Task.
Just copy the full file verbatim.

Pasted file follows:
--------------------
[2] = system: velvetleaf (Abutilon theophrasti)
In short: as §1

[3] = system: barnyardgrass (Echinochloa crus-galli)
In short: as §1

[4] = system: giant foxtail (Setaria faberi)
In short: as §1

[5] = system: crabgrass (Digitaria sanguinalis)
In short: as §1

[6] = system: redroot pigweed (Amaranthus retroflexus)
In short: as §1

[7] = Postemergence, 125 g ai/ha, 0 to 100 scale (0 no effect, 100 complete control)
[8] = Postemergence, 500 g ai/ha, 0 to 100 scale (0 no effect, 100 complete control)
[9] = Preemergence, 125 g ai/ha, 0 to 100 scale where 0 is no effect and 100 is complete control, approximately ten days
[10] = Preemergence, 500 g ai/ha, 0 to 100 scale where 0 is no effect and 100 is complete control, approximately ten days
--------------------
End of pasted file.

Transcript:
[2] = system: velvetleaf (Abutilon theophrasti)
In short: as §1

[3] = system: barnyardgrass (Echinochloa crus-galli)
In short: as §1

[4] = system: giant foxtail (Setaria faberi)
In short: as §1

[5] = system: crabgrass (Digitaria sanguinalis)
In short: as §1

[6] = system: redroot pigweed (Amaranthus retroflexus)
In short: as §1

[7] = Postemergence, 125 g ai/ha, 0 to 100 scale (0 no effect, 100 complete control)
[8] = Postemergence, 500 g ai/ha, 0 to 100 scale (0 no effect, 100 complete control)
[9] = Preemergence, 125 g ai/ha, 0 to 100 scale where 0 is no effect and 100 is complete control, approximately ten days
[10] = Preemergence, 500 g ai/ha, 0 to 100 scale where 0 is no effect and 100 is complete control, approximately ten days